On the GMAT Reading Comprehension, “inference” questions ask you to make a reasoned judgment about the passage that goes beyond the material on the page. Authors will often imply information but not state it directly; inference questions test your ability to spot the author’s implications without straying too far from the text.
We make inferences all the time during everyday conversations, but our casual inferences are often riddled with unsubstantiated leaps in logic. For example, if I told you that my lawn was wet, you might infer that it rained last night. This seems like a fair inference, but there are other logical reasons for my lawn being wet–I could have watered the lawn or perhaps a neighbor was washing his car and sprinkled my lawn. More information surrounding my original sentence might lead me to conclude that it rained last night, but from the simple statement “my lawn is wet,” I can only infer that my lawn is not dry.
The GMAT inference questions will often offer you some tempting answers that infer too much information. Beware of these choices–they are the most common pitfalls for students.
What do inference questions look like?
Before diving into an example, let’s make sure you know how to spot an inference question. Most inference questions are characterized by the words suggest, infer, or imply. They might look something like this:
What might be inferred by the final paragraph?
The author implies that the frontiersmen quickly packed because…
By revealing the results of the scientific study, the author suggests…
Example of an inference question
Let’s look at an inference question from Grockit. This passage discusses the historical and geographic origins of tea. Here is the paragraph that follows:
In 800AD, a man named Lu Yu wrote the first known book on tea cultivation and preparation. The work, called the Ch’a Ching, melded Zen Buddhist teachings with the art and craft of tea, forever linking the drink to spirituality.
Which of the following inferences may be drawn from the discussion of Lu Yu’s work?
A. Before 800AD, it was largely unknown how to cultivate tea.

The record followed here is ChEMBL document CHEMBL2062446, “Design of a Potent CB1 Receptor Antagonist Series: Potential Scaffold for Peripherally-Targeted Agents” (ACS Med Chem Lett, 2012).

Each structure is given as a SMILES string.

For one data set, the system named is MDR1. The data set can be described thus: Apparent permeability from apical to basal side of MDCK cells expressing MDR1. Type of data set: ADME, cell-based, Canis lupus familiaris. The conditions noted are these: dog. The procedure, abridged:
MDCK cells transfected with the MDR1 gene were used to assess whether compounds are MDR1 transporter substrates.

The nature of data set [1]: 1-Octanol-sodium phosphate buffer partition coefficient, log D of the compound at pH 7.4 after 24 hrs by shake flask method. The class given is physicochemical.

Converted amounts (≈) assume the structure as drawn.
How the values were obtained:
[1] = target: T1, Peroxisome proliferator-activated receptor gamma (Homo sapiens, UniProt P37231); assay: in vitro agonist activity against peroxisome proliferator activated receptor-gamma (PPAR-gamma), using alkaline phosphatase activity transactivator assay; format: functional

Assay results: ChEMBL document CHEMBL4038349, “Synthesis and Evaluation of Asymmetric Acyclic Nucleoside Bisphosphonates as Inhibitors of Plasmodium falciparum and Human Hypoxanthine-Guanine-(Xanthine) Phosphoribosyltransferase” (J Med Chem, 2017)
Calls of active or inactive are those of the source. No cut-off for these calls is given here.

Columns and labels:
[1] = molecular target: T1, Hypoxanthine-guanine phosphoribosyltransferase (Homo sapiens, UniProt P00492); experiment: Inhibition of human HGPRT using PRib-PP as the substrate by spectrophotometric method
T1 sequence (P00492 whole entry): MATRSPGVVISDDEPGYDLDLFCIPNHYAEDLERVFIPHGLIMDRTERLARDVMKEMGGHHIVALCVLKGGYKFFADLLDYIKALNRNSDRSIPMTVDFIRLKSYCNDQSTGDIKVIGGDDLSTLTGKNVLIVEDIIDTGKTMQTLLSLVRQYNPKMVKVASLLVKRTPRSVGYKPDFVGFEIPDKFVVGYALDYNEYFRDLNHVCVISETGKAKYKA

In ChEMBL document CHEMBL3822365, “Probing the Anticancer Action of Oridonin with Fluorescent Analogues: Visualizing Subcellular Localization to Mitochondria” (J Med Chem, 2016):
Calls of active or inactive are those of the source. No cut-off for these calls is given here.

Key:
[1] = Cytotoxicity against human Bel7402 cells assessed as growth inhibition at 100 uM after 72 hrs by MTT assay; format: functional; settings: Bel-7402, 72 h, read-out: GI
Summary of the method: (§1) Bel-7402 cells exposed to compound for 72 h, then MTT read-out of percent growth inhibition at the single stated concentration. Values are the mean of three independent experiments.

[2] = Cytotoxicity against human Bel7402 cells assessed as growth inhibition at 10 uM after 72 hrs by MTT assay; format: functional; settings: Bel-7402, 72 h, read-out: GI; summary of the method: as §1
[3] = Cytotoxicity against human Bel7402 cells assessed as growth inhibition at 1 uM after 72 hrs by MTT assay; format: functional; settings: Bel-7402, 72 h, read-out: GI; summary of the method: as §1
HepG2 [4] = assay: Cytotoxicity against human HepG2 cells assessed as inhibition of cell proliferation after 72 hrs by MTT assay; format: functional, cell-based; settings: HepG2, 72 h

B. Some people even today drink tea for reasons other than its physical benefits.
C. Drinking tea was primarily a Zen Buddhist practice until the late 700s.
D. The Ch’a Ching is one of the earliest works of Chinese origin that is concerned with agriculture.
E. Lu Yu was interested in popularizing tea in countries other than China.
All we need to answer this question is located in the short paragraph above, but the answer to this question is not explicitly stated in the paragraph – it must be inferred. From the paragraph, we know that Lu Yu wrote the first book on tea cultivation and preparation; we learn that the book combined Zen Buddhist teachings with tea cultivation, forever tying the beverage to spirituality.
Notice that many of the answer choices may seem reasonable, but ultimately they infer too much information. A, for example, wrongly infers that nobody knew how to cultivate tea before Lu Yu’s book; it’s not a fair assumption that most people did not know how to cultivate tea before Lu Yu’s book, even if it is the first recorded book on the subject.
Choices C and D, on the other hand, are simply not supported by the passage. We do not have the information to make those inferences. E very well may be true, but no such information is stated.
B, though, reasonably extrapolates an inference from the phrase “forever linking tea with spirituality.” If we know that Lu Yu’s book fostered the spiritual associations with tea that exist today, we can safely infer that people today drink tea for reasons other than physical benefits (i.e. spiritual benefits).
You may be thinking that B was obvious or simple. Sometimes, the answer to an inference question is obvious or simple. If you cannot think of a reason why an inference answer choice is incorrect, then it is most likely correct.